Sunday, July 31, 2011

Perfect Language

"Where are you from?"


"But your English is too good. You can't be from America."

What the fuck does that mean?

Saturday, July 30, 2011

"Let's Be Happy with What We Have"

Recently I haven't been able to stand much of this place. The Chinese government claimed there were only forty people killed in the recent train crash, according to the Bear, yet the total is over two hundred. The other day a Chinese woman said she was disappointed in China. Upon hearing this, her coworker said she loved China because unlike in the West, here you don't have to follow the rules. "You can do anything you want." As long as you know people, some of us reminded her. "Well, yeah. That's a social skill." But farmers don't have that skill, and so it's not fair to them; they have to follow the rules, the first woman reminded her. "That's why they're farmers," her coworker said. It's always paying off people and being nice to people in power and putting up with shit and acting happy. Better not show anger.

Thursday, July 28, 2011

The Three Horsemen

The Three Horsemen are out again. We're taking our blood pressure with Preston's machine. The lowest pulse takes a shot. I either won or didn't, depending on how you look at it. The other M. won or didn't. "No, but really, guys, we need to take better care of ourselves." Laughs.

Wednesday, July 27, 2011


It's been a rainy summer and especially hot. Much of Kaifaqu has been covered in a fog. Tonight I walked up the huge hill to the UFO, the lights of which from the ground were covered in the fog. Suddenly its blue appeared, lending a blue tint to the surrounding white. I stood at the top of the hill, able to see nothing but a yellow glow from the lights below but not the lights themselves. It was like I was standing on the edge of the world, the UFO behind me some transport I had just arrived in or was waiting to take off with. I listened to the chapters in Haruki Murakami's The Wind-Up Bird Chronicle about Lieutenant Mamiya and wondered about the calm I felt, as though I had no right to it. Calm. Lately I've felt as though I were losing time. A profession in words doesn't leave you much chance of escaping them in one's nonprofessional hours. Maybe the idea of escape isn't the best way of thinking about it. I see little difference, for example, between teaching a language and writing a poem, say, and reading seems to slow time down and take my mind off the worst parts of whatever work I don't want to think about in my free time. Given the option, I would rather spend the night, or as much of it as possible, reading next to the open window of my balcony, listening to the rain that's likely to come tonight, but my body and tomorrow's obligations are pulling me under already. I'm not entirely sure what I want to be doing right now, to be honest. But I know I don't want to sleep for days.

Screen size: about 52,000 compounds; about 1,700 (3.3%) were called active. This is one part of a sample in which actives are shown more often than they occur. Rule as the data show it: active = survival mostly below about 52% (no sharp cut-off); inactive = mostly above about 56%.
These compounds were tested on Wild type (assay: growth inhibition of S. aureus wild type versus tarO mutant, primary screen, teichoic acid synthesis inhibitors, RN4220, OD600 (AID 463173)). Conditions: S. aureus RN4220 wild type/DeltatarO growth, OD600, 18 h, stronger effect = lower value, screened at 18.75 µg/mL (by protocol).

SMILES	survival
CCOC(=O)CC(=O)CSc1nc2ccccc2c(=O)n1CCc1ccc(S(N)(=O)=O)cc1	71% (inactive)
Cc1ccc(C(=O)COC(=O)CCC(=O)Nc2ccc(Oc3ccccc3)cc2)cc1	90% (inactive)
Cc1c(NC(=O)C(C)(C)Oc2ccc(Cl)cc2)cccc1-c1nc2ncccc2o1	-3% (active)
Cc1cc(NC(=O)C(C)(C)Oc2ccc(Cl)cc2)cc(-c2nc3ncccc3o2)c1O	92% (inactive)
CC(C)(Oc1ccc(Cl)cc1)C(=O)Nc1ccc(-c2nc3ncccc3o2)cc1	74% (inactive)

Tuesday, July 26, 2011

The Bear Complains about China

The Bear says, not for the first time, "I hate China. There are so many bad things you don't know." She shows me a picture of a train falling off its track, one of its cars dangling. This happened last week. The government, she says, claimed only about thirty people died, but the actual number was a lot higher than that. "And they buried the train, but there were still people on the train who were alive." I don't know what her sources are. The picture on her Android looks genuine enough but could have been photoshopped.

Monday, July 25, 2011

Saturday, July 23, 2011

Sophia Li

Congratulations, Sophia Li, for passing your high school entrance exams and being recruited by No. 1 High School!

Cultural Relativism

Cultural relativism excuses too much. From pushing on the trains to the bribes associated with guanxi—when you ask people whether they like this stuff, they say no, of course not. But what can they do? they ask. There's no use complaining. A Chinese saying warns, "The nail that sticks out gets nailed down." Besides, goes the argument, if I don't push, I'm not going to get a seat on the train. A lot of Westerners like to brag about how well-adjusted they are because they no longer mind the pushing, but I mind. I don't like to be pushed, so I don't do it to others. I'll accept that the idea of personal space is small, but I reject that it is absent or, worse, not important. "That's just their culture." There's a difference between culture and habit, preference and acquiescence. All day I hear culture used as an excuse for why someone will or won't do something, as though culture were the easiest thing to explain, as though one constantly had culture on one's mind and could wield it knowingly.

Friday, July 22, 2011

George Orwell in China

I'm excited to report that some of the Eastern teachers are reading Animal Farm and 1984. More on this later.

Thursday, July 21, 2011


The Bear tells me everybody else calls nipples 奶头, /nǎitóu/, "milkheads."

The Bear tells me she calls them 小头头, /xiǎotóutóu/, "little head heads."

As I write this, she tells me she's never said the first thing. She says she has no idea what everyone else calls nipples.

Wednesday, July 20, 2011

On Speaking Chinese While Out Doing Research for Articles